Although the majority of Slt2p localizes to the nucleus, a small pool of this MAPK localizes to sites of polarized growth, including the tip of newly initiated buds (van Drogen and Peter, 2002 ). The known targets of the nuclear pool of Slt2p are transcription factors that control the expression of proteins implicated in cell wall biogenesis and cell cycle regulation (Madden et al., 1997 ; Jung and Levin, 1999 ; Baetz et al., 2001 ). The role of Slt2p at the bud tip has not yet been defined. Because it is the overactivation of Slt2p that is responsible for the delay in the release of ER segregation tubules from the bud tip in the ptc1Δ mutant, an intriguing possibility is that the Slt2p at the bud tip regulates the timing of ER inheritance progression by phosphorylating targets at this site. To begin to address this possibility, we examined ER inheritance in a spa2Δ ptc1Δ double mutant. Spa2p, a component of the polarisome polarity complex, interacts with kinases of the Slt2p MAPK cascade and is required for the recruitment of Slt2p to the bud tip (Sheu et al., 1998 ; van Drogen and Peter, 2002 ).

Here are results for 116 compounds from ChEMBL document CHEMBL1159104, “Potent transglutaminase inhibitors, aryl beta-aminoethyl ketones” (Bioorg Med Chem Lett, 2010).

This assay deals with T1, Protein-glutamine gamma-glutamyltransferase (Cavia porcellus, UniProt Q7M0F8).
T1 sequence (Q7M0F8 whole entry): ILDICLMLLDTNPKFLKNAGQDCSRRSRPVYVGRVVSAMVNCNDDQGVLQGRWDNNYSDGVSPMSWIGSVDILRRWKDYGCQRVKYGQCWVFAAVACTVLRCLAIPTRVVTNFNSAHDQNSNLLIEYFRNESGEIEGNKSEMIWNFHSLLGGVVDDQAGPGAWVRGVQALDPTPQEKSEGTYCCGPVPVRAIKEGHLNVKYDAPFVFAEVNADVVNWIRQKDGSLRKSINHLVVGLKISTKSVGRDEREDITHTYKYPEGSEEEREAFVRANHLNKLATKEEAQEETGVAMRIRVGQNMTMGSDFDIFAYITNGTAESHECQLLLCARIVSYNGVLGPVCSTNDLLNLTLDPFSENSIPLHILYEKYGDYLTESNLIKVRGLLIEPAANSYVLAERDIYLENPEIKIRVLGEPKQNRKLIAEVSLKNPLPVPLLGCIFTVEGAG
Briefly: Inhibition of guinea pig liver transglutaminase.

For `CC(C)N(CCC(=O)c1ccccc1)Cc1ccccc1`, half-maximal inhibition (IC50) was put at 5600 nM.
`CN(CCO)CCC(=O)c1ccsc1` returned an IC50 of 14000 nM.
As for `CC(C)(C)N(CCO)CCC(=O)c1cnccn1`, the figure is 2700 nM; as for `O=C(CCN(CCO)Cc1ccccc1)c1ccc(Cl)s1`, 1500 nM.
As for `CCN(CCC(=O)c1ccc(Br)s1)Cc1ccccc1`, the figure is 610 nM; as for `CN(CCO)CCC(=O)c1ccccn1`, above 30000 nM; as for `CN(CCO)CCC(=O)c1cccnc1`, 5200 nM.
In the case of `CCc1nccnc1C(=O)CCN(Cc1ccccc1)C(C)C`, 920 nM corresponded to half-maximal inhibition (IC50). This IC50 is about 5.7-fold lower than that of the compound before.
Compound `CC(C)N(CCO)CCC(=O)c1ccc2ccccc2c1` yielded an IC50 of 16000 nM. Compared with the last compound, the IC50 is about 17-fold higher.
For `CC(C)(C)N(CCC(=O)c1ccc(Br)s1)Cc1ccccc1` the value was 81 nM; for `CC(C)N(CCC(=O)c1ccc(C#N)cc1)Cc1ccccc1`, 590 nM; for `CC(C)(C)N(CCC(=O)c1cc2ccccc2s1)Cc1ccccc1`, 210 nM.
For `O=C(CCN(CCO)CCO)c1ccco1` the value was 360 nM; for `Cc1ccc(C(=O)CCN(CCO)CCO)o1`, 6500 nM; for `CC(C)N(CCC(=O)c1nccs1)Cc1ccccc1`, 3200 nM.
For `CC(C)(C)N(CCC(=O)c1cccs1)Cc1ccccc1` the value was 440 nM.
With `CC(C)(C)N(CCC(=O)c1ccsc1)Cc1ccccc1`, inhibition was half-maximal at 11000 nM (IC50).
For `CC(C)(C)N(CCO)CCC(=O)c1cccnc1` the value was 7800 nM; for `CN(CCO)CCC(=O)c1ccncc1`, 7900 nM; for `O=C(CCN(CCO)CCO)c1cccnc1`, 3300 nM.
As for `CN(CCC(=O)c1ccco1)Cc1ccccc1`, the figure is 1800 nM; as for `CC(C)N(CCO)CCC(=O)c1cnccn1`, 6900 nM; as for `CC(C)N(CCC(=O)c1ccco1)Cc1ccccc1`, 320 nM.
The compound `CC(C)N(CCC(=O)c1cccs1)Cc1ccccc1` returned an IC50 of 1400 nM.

In wild-type cells, an ER tubule moves into newly formed buds, forms a stable contact at the bud tip and then quickly spreads along the bud cortex, whereas in ptc1Δ cells, the propagation of ER along the cortex is delayed (Du et al., 2006 ). As shown in Figure 2, deletion of SPA2 strongly suppressed the delay in ER inheritance resulting from the loss of Ptc1p. Approximately 30% of spa2Δ ptc1Δ small buds had tubules along the mother-bud axis as the sole inherited ER elements, much less than the 75% of ptc1Δ small buds with this phenotype. Nonetheless, the restoration of ER inheritance in the spa2Δ ptc1Δ double mutant was not complete. The percentage of spa2Δ ptc1Δ small buds that contain only ER tubules along the axis was still ~20% above that of wild-type small buds. The remaining, cytosolic pool of activated Slt2p in the spa2Δ ptc1Δ double mutant may be able to phosphorylate targets at the bud tip, albeit with reduced efficiency, and thereby confer a residual delay in ER tubule delivery to the bud cortex. As in the case of wild-type cells with medium-sized buds, all the spa2Δ ptc1Δ medium-sized buds had ER tubules spread evenly around their cortexes. Loss of Spa2p had no detectable effect on the total level of activated Slt2p in either wild-type or ptc1Δ cells (Supplemental Figure S1). These data suggest that it is specifically the pool of Slt2p at the bud tip that serves as a critical regulator for the timing of cortical ER inheritance progression during the cell cycle. In support of this proposal, loss of either of the known nuclear targets of Slt2p, specifically Rlm1p and Swi4p, had no significant effect on the ER distribution in wild-type or ptc1Δ cells (Figure 3).